No writer begins a book out of a wish to dig over difficult, painful issues. Or at least, not for that reason alone. Books arise, usually, from one particular, personal conviction: we want to bring something to light, to illuminate characters and stories and places which we feel deserve to be written about - simply put, to tell a story. It is only much later in the process that the story finds its themes. Therefore, when I set out to write The House at the Edge of Night, I didn’t think that it would involve my writing about one of the darker moments in Europe’s history. Instead, I wanted to tell a story about a particular family and their bar. It was only as I traced the various threads of the story back to their roots that I became aware that the story dictated that at a certain point my characters would wake up in 1922 in Mussolini’s Fascist Italy, and would be compelled to live in this Italy for the next twenty years. These are some thoughts about what it’s like to write historical fiction: about what it’s like to do the writer’s job, which is and should properly be the breaking of new ground, when that ground is problematic, contested, sensitive, or better left unturned.
Writing fiction about history is a strange enterprise. As the historian Antony Beevor has put it, ‘The power of historical fiction for bad and for good can be immense in shaping consciousness of the past.’ My books aren’t exactly historical fiction – they are alternate stories of the past, most similar to the magical realist tradition or to family saga or to those British novels typical of the 1990s where the history is secondary and the characters central, like Birdsong or Atonement or Captain Corelli’s Mandolin. Not about history, but about people living in it. And yet an encounter with history is an inevitable part of the writing process. The initial research alone takes me four months, and all of that is historical research. The past is where I find most of my ideas, and where the story begins.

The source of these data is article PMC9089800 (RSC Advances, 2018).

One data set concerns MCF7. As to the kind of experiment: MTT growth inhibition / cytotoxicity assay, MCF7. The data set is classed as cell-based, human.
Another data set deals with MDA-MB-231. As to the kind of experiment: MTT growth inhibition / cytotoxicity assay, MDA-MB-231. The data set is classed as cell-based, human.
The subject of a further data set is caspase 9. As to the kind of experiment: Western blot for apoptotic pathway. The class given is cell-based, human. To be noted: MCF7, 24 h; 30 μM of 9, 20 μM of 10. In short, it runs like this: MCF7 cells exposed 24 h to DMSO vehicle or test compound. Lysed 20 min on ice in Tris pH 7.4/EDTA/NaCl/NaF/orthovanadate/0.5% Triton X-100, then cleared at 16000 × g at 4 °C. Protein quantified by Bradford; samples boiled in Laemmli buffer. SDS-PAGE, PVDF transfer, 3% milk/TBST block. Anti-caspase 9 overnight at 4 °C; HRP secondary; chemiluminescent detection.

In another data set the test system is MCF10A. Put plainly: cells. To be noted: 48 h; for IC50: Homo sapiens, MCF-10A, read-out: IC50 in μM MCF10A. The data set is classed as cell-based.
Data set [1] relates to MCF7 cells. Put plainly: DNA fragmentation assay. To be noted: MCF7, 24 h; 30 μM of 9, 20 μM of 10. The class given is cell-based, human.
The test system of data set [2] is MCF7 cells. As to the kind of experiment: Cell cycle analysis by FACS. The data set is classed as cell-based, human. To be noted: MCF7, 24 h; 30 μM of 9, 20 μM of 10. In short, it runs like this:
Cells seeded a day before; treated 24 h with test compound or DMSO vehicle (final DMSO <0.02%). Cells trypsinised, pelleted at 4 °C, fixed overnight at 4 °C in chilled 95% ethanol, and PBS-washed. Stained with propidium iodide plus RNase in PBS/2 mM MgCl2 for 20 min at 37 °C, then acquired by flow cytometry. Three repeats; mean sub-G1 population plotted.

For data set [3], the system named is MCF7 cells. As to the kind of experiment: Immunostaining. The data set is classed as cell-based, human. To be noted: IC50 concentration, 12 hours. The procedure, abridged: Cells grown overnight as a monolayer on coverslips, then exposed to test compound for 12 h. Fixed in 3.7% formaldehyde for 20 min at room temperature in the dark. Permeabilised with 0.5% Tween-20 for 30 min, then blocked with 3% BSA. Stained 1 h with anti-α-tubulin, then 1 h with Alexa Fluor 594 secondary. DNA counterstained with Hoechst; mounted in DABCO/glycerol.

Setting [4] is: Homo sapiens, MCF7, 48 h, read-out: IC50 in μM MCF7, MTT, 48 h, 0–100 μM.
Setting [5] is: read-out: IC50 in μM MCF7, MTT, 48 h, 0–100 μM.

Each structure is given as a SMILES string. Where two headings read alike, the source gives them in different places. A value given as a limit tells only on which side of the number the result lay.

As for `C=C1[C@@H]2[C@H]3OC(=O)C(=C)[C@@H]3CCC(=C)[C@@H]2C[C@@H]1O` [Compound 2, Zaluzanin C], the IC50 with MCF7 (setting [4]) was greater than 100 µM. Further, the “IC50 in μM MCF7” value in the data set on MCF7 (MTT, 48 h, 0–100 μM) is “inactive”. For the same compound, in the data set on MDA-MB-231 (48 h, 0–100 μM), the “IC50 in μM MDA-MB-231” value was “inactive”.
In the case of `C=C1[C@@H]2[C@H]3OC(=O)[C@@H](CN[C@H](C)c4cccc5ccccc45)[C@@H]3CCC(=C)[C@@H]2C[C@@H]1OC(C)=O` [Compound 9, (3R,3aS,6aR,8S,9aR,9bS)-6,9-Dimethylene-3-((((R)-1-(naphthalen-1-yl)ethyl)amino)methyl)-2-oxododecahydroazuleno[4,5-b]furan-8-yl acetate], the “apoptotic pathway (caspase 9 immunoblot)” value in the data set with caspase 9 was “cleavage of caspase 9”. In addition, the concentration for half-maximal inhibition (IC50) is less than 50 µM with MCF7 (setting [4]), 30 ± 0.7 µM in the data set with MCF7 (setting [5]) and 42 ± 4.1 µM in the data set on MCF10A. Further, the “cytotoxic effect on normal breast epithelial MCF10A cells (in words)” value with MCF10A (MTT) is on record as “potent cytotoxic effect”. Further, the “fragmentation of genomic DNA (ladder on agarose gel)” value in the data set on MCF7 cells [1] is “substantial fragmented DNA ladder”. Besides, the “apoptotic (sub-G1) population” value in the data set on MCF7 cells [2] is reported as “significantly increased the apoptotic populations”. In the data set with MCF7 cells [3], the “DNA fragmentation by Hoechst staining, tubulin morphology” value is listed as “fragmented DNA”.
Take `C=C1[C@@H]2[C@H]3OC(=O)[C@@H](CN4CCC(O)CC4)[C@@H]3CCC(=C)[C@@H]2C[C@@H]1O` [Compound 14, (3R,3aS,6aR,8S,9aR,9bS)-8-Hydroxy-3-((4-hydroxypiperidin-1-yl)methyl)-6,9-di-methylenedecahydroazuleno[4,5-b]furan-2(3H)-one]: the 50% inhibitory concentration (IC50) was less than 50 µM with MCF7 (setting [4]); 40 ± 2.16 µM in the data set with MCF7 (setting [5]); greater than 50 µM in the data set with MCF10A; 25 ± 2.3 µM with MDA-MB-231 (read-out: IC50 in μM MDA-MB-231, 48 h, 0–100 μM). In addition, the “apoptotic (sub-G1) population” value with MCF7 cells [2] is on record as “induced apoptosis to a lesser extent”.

And yet, historical research brings you face to face with the inadequacy of our accounts of the past. The times that came before us are mostly foggy and contested territory. To find a reliable account of life on Fascist prison islands, at a time when all the Italian newspapers were censored, I had to turn to American newspaper accounts from the 1920s and 30s, written in English, by survivors who had escaped to the States. To find this solution took a week of searching. And even when you’ve found a source, there are a hundred doubts about how representative that source really is. How much freedom were these voices given by the news editors who published them? Did the writers translate their own work? Did the editors? Were others with different views also given a platform? And so on. History is a battleground where conflicting stories struggle to be heard, and the narrator’s voice, problematically, can only represent one version of events. And yet fiction, implicitly, is also expected to be representative. The story that a writer chooses to tell about the past is assumed to illuminate some greater, transcendent truth. A fictional account is never just one story, as a factual account can be. It is also a story about what it means to be human.